Caolan Mooney optimistic about Down’s prospects in 2018

Former Australian Rules player’s immediate priority an Ulster club final with Rostrevor

 Caolan Mooney: the Rostrevor man returned from a three-year stint with Collingwood in late 2014 but found the transition back to football initially troublesome. Photograph:  Sam Barnes/Sportsfile

Caolan Mooney: the Rostrevor man returned from a three-year stint with Collingwood in late 2014 but found the transition back to football initially troublesome. Photograph: Sam Barnes/Sportsfile

 

Caolan Mooney could be forgiven for cursing fellow Down man Marty Clarke, his one-time Australian Rules colleague at Collingwood.

It was Clarke’s remarkable form in 2010, after returning from his first AFL stint, that propelled Down to the All-Ireland final that year and which, four years on, heaped pressure on Mooney to have a similar impact.

The Rostrevor man, now 24, returned from a three-year stint with Collingwood in late 2014 but found the transition initially troublesome. He came back, as it happened, along with Clarke who was this time returning to Ireland for good after a second spell Down Under.

Health issues prevented Clarke from resuming his Down career though the hope was that Mooney, who featured six times for Collingwood, would have an immediate impact in the amateur game.

Three years on, and preparing for an AIB Ulster club intermediate final with Rostrevor this weekend, Mooney is now in a position to reveal exactly how difficult the code change was.

“I wasn’t ready at all,” he admitted. “When I came back I was 93kg. I was playing this year at 84kg. It took me a couple of years to shed a bit of weight and that extra weight I was carrying didn’t help my hamstrings.

“Gaelic football is more about speed and the AFL is more about endurance. It took a toll on the hamstrings playing Gaelic football when I wasn’t physically conditioned for it.

“Last year, getting away from Down really gave me that buzz to want to come back in so I really tried hard to get into the shape of my life.”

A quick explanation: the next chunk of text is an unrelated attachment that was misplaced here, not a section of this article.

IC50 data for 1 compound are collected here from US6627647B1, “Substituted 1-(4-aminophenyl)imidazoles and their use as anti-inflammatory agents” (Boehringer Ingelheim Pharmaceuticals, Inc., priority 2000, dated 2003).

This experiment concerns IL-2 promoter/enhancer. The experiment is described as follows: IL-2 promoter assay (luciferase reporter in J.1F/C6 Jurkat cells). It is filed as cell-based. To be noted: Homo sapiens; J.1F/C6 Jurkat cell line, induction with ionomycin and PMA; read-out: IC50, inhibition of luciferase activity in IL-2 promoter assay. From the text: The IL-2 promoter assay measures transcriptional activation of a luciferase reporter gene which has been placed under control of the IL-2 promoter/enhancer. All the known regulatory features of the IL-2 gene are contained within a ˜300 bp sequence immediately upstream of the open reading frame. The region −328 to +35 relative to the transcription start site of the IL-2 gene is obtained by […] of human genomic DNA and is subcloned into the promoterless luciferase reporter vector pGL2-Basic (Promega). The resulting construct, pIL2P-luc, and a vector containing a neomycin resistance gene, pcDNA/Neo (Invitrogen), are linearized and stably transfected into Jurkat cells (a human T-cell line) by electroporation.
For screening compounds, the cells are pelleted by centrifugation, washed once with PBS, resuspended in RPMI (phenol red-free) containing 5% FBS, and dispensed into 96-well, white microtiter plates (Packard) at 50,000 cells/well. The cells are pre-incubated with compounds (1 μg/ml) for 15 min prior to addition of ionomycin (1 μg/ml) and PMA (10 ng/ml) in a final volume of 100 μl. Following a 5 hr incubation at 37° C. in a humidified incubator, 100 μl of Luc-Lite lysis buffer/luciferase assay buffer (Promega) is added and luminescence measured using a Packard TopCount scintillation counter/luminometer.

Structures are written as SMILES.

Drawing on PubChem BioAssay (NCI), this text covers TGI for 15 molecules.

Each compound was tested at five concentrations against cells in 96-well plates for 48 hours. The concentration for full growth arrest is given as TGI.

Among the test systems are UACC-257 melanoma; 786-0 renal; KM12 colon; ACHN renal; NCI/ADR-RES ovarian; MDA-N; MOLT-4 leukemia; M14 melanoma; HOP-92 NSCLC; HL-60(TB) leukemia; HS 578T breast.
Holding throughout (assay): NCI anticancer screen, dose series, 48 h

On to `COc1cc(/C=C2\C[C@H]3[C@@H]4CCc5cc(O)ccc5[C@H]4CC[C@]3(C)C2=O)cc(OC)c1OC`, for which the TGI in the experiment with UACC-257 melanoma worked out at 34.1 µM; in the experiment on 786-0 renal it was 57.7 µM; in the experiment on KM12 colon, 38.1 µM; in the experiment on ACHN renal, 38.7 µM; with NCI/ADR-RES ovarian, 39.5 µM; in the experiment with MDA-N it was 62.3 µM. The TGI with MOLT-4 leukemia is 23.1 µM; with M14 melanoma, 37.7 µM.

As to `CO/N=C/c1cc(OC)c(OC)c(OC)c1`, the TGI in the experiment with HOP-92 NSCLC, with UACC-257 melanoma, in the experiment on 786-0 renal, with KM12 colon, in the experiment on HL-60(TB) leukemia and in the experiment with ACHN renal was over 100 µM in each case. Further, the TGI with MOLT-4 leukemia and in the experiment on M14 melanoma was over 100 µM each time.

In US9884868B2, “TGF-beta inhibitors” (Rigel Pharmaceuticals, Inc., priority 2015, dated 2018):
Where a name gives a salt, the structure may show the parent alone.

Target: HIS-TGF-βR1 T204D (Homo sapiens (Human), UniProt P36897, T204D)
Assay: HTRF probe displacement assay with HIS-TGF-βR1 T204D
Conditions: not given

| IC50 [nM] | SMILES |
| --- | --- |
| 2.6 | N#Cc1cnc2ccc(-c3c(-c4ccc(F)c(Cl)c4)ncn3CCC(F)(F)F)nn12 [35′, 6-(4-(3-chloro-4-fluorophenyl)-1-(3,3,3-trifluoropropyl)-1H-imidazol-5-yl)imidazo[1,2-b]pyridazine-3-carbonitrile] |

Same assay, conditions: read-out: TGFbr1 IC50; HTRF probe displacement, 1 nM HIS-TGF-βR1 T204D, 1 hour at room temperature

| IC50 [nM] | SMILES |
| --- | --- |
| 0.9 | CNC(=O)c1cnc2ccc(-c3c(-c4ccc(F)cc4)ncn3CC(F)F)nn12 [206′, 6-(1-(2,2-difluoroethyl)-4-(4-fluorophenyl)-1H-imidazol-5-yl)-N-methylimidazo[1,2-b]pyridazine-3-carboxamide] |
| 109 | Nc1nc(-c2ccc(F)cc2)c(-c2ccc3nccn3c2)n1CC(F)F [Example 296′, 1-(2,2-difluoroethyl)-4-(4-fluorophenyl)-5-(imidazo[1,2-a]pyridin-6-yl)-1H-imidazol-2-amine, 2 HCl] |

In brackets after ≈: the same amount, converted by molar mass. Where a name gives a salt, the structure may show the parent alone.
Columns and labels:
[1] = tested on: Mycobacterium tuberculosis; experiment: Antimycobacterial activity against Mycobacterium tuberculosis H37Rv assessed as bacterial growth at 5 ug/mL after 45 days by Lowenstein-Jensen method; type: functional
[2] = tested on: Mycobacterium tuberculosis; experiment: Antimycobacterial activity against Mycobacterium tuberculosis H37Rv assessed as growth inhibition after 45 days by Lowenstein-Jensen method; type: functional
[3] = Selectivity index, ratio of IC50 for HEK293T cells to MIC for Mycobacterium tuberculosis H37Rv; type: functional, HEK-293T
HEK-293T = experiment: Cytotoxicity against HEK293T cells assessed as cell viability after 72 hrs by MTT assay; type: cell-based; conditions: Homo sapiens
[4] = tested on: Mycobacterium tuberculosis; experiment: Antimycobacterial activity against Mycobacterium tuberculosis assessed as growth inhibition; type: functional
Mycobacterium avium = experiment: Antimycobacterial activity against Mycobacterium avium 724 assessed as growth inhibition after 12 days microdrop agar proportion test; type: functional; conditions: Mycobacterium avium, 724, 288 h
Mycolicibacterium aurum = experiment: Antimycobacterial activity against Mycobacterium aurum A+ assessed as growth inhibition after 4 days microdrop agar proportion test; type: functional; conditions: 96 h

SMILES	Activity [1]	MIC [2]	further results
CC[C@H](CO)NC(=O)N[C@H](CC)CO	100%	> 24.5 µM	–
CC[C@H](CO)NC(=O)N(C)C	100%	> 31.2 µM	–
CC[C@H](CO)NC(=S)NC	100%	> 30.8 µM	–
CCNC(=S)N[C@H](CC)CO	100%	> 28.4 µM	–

The period away from the Down panel that Mooney alludes to occurred after he informed the management early in the year that he was opting off the panel. He would later admit it was a ‘rash decision’ which he regretted and he duly returned for 2017, playing his part in Down’s unlikely run to the Ulster final.

The decision to leave Australia he doesn’t regret, not for a minute.

“I had another year left on my contract but I walked away from it,” he said.

“I just didn’t want to play for them anymore. I thought I was missing stuff at home and I decided it was time for me to go. If I had been playing more football over there at senior level it might have changed my mind.”

Improved terms

Kevin Feely, the current Kildare midfielder, walked out on a professional soccer career in similar circumstances and noted that some players in the UK were only in it for the money.

In Mooney’s scenario, he could have hung around for another season at least in Australia and perhaps even held out for improved terms.

“Ah sure look . . .” he said, when it’s suggested he may have left €50,000 a year behind him, “. . . I still get an odd free pint in the local pub!”

While away from the Down panel, Mooney spent the summer of 2016 in New York and won a senior football championship there with the Monaghan club. It only hardened his resolve to return and to play for his county.

It was a decent 2017 season, both for Mooney and Down, though he’s confident it can be even better in 2018.

“I think we’re good enough to push for Division One this year,” he said. “Last season, we tried a system that we weren’t used to. For a part of the year it worked but against Tyrone we got exploited because Tyrone are just that bit further down the line.

“At half-time against Monaghan, in the final round of the qualifiers, we were a bit disappointed that it was a draw because we thought we had dominated that game but Monaghan’s strength in depth showed in the second half.

“They made a few changes and we couldn’t handle it so I think we need to start strengthening our squad and our options from the bench.”

Clarke, meanwhile, still just 30, has made a move into coaching with a role in the backroom team of the Cavan U-20s. Kevin Downes will manage the team in what will be the first year of the new competition.

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